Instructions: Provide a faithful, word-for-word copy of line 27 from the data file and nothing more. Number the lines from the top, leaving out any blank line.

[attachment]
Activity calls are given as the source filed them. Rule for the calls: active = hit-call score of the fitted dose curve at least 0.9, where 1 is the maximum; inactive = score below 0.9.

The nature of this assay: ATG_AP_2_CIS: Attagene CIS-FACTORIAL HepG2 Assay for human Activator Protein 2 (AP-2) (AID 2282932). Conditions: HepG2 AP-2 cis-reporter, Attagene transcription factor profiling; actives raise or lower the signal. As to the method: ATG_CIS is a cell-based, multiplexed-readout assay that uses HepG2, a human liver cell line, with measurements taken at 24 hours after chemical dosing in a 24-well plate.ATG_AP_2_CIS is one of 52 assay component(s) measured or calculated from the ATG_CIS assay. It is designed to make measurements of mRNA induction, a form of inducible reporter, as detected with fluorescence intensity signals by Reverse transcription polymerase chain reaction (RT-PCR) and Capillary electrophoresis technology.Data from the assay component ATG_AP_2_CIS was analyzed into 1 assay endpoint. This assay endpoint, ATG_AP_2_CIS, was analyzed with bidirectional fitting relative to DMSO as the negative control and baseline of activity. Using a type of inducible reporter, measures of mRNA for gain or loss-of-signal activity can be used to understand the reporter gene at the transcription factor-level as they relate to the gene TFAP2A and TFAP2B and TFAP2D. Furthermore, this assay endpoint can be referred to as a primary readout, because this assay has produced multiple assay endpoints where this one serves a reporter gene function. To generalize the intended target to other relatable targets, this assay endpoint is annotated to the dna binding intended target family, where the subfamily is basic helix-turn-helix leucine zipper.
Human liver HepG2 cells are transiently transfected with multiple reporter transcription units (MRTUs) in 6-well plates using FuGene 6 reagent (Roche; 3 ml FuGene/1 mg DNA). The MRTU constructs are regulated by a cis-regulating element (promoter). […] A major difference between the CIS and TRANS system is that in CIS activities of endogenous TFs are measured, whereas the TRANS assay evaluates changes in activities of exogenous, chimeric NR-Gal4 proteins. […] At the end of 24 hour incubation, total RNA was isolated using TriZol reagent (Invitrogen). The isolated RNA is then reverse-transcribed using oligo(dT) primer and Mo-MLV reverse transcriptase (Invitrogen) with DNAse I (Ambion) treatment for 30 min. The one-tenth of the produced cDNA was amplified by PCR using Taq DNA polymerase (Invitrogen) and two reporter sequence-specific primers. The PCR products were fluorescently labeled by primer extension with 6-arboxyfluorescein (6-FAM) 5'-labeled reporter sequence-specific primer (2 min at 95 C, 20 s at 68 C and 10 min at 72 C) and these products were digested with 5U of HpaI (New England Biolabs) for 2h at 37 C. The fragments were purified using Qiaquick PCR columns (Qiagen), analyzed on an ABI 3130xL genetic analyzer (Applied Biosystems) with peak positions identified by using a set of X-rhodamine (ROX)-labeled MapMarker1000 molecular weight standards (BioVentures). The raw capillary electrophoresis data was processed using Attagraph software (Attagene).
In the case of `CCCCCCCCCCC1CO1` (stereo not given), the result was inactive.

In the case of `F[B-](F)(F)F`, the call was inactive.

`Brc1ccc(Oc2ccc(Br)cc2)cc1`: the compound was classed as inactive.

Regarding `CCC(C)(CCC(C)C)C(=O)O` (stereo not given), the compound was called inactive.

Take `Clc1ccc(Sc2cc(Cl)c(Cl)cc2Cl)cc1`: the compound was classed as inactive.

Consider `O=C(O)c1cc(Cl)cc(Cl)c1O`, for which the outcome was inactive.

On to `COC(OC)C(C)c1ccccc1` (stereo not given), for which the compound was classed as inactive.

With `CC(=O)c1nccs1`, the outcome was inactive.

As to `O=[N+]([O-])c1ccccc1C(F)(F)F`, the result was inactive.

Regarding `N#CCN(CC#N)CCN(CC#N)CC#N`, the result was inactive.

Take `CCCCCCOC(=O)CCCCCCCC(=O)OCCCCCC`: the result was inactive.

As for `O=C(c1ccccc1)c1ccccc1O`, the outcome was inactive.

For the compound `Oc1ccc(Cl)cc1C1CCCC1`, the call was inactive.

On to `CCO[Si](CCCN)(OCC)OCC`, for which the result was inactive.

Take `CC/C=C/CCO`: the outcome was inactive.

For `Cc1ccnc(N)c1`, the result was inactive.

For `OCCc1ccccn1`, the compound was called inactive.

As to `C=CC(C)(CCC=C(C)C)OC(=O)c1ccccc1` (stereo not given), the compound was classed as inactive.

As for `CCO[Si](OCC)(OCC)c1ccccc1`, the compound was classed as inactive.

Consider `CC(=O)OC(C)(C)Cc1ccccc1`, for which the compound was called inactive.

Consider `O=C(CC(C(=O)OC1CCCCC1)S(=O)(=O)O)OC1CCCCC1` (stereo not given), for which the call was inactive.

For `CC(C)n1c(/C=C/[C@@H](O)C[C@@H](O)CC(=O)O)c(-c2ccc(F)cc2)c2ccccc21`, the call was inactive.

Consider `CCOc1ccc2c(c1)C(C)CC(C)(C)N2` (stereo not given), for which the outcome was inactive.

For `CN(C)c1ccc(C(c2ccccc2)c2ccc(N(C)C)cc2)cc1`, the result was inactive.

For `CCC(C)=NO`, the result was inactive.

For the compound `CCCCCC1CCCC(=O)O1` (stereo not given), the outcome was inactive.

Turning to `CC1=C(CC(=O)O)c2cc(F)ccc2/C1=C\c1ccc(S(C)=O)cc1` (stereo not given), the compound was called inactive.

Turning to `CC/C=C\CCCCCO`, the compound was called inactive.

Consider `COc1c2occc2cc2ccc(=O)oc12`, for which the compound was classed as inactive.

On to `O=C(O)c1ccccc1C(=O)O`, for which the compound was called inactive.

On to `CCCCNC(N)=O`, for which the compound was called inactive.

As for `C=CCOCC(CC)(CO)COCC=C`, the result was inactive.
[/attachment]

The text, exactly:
For `CN(C)c1ccc(C(c2ccccc2)c2ccc(N(C)C)cc2)cc1`, the result was inactive.